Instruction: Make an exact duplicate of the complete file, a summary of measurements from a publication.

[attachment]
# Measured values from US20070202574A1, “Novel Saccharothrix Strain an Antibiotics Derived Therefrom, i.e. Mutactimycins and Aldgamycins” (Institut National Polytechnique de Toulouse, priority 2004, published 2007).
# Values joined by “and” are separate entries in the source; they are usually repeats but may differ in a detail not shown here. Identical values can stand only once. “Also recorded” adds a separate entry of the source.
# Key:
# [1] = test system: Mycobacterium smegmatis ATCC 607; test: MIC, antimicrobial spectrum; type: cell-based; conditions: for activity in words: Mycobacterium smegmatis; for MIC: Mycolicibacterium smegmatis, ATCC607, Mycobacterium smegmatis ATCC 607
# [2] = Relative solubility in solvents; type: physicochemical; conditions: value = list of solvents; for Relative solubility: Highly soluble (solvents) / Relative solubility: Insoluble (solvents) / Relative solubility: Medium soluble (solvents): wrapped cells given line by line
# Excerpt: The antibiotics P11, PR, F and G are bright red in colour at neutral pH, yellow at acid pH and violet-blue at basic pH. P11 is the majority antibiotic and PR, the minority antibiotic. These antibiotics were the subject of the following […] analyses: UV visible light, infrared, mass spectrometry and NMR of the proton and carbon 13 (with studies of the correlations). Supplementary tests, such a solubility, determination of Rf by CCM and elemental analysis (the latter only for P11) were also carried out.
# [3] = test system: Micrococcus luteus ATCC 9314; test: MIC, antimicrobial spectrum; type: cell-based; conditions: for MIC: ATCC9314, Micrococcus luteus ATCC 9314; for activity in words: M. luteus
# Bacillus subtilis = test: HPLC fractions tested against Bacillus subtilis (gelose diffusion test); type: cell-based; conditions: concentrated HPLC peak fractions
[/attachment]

# Measured values from US20070202574A1, “Novel Saccharothrix Strain an Antibiotics Derived Therefrom, i.e. Mutactimycins and Aldgamycins” (Institut National Polytechnique de Toulouse, priority 2004, published 2007).
# Values joined by “and” are separate entries in the source; they are usually repeats but may differ in a detail not shown here. Identical values can stand only once. “Also recorded” adds a separate entry of the source.
# Key:
# [1] = test system: Mycobacterium smegmatis ATCC 607; test: MIC, antimicrobial spectrum; type: cell-based; conditions: for activity in words: Mycobacterium smegmatis; for MIC: Mycolicibacterium smegmatis, ATCC607, Mycobacterium smegmatis ATCC 607
# [2] = Relative solubility in solvents; type: physicochemical; conditions: value = list of solvents; for Relative solubility: Highly soluble (solvents) / Relative solubility: Insoluble (solvents) / Relative solubility: Medium soluble (solvents): wrapped cells given line by line
# Excerpt: The antibiotics P11, PR, F and G are bright red in colour at neutral pH, yellow at acid pH and violet-blue at basic pH. P11 is the majority antibiotic and PR, the minority antibiotic. These antibiotics were the subject of the following […] analyses: UV visible light, infrared, mass spectrometry and NMR of the proton and carbon 13 (with studies of the correlations). Supplementary tests, such a solubility, determination of Rf by CCM and elemental analysis (the latter only for P11) were also carried out.
# [3] = test system: Micrococcus luteus ATCC 9314; test: MIC, antimicrobial spectrum; type: cell-based; conditions: for MIC: ATCC9314, Micrococcus luteus ATCC 9314; for activity in words: M. luteus
# Bacillus subtilis = test: HPLC fractions tested against Bacillus subtilis (gelose diffusion test); type: cell-based; conditions: concentrated HPLC peak fractions